Hello and welcome!
This past weekend, we concluded our observance of Catholic Schools Week. We were glad that many of our schools were able to participate in different activities for Catholic Schools Week.This has been a unique year in so many respects, and we are all very proud of what our Catholic schools have been able to accomplish despite all the challenges of the pandemic. We are very grateful to our Superintendent of Schools, Tom Carroll, who has worked so hard to equip our schools and the Catholic Schools Office to deal with the COVID crisis.
The National Catholic Education Association noted recently that the enrollment at Catholic schools around the country is 1,650,000 students attending about 6,000 schools. They also pointed out that 22 percent of those students are from racial minority backgrounds and 24 percent are from non-Catholic families. These figures point to the extraordinary contribution Catholic schools are making to our country.
I certainly want to encourage everyone to learn more about our Catholic schools in the archdiocese and hope they take advantage of the fine education and religious formation that they offer.
Monday, I was very happy to talk with Marcelo Suárez-Orozco, who is the Chancellor of UMass Boston and a member of the Pontifical Academy for Social Sciences. He reached out to me, and we had a virtual visit. He is a sociologist who came to the States to study during the Dirty War in Argentina and has written a great many books on immigration.One of the things he wanted to discuss with me was legislation that has been enacted in California and other states that allows DREAMers, undocumented children who were brought to this country by their parents at a young age, to be eligible for in-state tuition at public colleges. Without such a measure, undocumented children are treated as foreign students and therefore are charged out-of-state tuition. Having a law like this in Massachusetts would certainly allow many more DREAMers to continue their education.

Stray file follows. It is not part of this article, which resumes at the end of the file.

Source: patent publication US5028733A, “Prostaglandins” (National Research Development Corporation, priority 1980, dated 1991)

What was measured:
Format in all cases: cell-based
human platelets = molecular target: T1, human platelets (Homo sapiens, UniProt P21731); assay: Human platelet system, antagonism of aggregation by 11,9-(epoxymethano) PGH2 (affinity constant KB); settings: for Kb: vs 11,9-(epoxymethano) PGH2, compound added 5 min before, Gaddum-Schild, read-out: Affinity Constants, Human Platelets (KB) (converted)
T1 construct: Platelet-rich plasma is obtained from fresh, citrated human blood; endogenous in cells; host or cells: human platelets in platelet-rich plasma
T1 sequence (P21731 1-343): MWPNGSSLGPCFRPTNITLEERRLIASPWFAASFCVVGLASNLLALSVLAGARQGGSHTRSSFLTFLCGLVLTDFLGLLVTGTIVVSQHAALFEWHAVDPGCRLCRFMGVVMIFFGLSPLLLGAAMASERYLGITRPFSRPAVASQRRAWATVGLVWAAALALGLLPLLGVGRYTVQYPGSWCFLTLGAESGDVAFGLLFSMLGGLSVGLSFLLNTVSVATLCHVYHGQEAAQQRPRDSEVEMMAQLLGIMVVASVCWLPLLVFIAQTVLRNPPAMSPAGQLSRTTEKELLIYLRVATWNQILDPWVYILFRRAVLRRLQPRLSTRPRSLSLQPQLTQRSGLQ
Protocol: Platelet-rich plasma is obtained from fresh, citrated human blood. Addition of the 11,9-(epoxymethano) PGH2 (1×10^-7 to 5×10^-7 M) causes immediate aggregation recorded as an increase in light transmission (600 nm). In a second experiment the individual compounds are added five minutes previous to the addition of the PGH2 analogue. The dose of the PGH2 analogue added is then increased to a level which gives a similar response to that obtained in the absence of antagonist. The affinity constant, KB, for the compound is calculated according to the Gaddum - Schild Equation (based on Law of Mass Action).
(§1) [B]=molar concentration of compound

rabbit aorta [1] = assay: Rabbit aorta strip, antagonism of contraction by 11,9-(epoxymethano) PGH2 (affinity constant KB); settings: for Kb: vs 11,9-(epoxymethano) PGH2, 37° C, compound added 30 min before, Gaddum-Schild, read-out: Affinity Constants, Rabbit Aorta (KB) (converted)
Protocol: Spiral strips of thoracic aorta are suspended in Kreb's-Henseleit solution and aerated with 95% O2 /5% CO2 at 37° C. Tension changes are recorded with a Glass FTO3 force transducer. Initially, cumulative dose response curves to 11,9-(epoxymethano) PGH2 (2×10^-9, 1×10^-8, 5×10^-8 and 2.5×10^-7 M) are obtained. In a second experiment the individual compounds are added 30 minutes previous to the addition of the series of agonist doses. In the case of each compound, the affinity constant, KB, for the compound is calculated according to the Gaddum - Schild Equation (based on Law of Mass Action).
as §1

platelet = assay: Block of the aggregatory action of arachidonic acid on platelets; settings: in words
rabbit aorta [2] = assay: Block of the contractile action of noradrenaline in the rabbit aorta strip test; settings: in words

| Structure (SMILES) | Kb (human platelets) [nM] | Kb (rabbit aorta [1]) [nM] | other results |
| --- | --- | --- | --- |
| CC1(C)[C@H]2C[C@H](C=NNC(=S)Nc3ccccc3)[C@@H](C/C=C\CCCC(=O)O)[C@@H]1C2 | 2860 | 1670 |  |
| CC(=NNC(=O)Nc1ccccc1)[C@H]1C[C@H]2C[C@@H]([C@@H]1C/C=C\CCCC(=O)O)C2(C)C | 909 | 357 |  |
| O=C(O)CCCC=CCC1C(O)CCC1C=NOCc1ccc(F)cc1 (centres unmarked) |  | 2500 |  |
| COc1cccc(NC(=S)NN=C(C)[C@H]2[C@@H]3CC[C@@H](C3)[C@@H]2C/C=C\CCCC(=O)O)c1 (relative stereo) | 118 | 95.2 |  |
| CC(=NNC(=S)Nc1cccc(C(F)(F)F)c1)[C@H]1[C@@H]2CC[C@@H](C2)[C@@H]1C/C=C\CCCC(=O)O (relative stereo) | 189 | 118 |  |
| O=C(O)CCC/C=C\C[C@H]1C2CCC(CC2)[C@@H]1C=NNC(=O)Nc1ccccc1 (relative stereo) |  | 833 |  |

I thought it was a wonderful idea and told him that it was something that I would certainly present to the Massachusetts Catholic Conference for the consideration of the bishops of the state as the kind of legislation we might promote.
Monday was also the International Day of Prayer and Awareness Against Human Trafficking, which was chosen to coincide with the Feast of St. Josephine Bakhita. Here in the archdiocese, we sponsor a safe house for victims of human trafficking, and many of our local religious women are also involved in providing services to women who are being trafficked.This is a very serious problem that so often exists outside of people’s consciousness, but the Church has the Feast of St. Josephine Bakhita as a reminder of the thousands of women who are suffering because of the scourge of human trafficking.
Wednesday, I participated in an interview with Teresa Pitt Green to be used in one of her upcoming online conferences. Teresa is a survivor of sexual abuse who heads the wonderful organization Spirit Fire, which promotes reconciliation and safeguarding. During this time of the pandemic, the educational efforts around safeguarding have, on the one hand, been hampered by our inability to gather people together, but on the other hand, we have been very successful in reaching large numbers of people through online efforts. This has been the experience of organizations such as Spirit Fire and our own Pontifical Commission for the Protection of Minors.